Alkadienes and Alkatrienes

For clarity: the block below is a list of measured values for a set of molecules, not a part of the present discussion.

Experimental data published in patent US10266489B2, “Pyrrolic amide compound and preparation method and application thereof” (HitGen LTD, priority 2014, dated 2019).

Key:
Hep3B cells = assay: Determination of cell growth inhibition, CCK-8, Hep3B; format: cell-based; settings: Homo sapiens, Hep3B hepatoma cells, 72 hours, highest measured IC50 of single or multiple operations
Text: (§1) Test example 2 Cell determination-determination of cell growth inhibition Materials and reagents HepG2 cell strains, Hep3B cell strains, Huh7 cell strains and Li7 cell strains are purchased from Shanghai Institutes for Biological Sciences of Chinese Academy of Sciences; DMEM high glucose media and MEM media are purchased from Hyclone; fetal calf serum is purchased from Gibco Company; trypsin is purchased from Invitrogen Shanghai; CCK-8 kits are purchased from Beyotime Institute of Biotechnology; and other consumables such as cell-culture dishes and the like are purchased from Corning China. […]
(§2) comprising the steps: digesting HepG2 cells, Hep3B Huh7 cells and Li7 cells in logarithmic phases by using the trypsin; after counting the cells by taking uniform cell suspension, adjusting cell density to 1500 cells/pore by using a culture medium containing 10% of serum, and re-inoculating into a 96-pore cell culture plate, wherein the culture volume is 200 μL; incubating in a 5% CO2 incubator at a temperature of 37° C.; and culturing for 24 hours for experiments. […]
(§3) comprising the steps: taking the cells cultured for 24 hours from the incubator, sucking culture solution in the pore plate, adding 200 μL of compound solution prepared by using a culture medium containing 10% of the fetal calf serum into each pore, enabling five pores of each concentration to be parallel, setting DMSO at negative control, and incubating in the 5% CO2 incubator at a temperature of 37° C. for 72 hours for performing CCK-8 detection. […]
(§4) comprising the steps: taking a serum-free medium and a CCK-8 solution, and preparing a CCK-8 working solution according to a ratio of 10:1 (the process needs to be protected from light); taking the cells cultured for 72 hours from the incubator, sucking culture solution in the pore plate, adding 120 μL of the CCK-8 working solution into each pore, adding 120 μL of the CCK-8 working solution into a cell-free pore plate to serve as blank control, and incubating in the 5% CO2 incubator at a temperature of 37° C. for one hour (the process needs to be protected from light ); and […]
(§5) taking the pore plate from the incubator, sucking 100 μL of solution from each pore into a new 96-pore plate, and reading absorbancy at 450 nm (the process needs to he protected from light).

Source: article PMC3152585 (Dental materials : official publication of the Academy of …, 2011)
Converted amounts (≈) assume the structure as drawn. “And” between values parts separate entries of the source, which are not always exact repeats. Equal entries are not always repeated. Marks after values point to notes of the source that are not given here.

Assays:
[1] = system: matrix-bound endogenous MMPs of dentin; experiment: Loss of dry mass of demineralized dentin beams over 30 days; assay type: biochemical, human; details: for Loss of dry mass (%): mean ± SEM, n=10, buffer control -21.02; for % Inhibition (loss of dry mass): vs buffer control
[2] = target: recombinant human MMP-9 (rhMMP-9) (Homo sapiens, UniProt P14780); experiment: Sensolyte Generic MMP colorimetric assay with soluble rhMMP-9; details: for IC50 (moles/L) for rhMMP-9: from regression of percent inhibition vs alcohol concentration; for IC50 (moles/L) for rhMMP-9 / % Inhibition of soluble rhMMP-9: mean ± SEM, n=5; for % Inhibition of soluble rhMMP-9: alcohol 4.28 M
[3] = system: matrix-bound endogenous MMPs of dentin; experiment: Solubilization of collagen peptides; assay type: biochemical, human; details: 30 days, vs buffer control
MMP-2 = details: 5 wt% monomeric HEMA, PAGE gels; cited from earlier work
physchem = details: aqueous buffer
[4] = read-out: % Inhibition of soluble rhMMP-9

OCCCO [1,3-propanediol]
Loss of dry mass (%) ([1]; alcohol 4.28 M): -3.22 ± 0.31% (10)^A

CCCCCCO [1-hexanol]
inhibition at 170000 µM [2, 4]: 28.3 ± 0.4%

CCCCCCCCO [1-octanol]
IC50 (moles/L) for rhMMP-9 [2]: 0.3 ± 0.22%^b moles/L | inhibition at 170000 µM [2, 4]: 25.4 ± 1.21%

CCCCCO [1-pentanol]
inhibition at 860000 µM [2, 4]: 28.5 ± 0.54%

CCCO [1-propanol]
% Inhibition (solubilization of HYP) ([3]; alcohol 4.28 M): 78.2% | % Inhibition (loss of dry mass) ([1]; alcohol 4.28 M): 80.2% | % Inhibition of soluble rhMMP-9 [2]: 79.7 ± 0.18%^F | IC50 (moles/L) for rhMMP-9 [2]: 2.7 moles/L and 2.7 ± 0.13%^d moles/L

Relative to alkanes and alkenes, alkadienes and alkatrienes are much less common especially within the social insects. The introduction of more double bonds increases the structural complexity of the molecule; hence it is not surprising to find these compounds being involved in communication. For example, 9,19-alkadienes are oxidized and cleaved then act as sex pheromones of the yellow-headed spruce sawfly, Pikonema alaskensis (Bartelt et al. 1982) and two 7,11-alkadienes from D. melanogaster are involved in stimulating male courtship of females (Antony and Jallon 1982). The major female sex pheromone from the almond seed wasp, Eurytoma amygdali, was identified as a mixture of two dienes, 6,9-tricosadiene and 6,9-pentacosadiene (Krokos et al. 2001; Mazomenos et al. 2004). An example of an alkatriene is found in the arctiid moth, Utethesia ornatrix, which uses 3,6,9-henei-cosatriene as short range orientation cues for males (Conner et al. 1980). Additional examples can be found in the extensive review by Lockey (1988).

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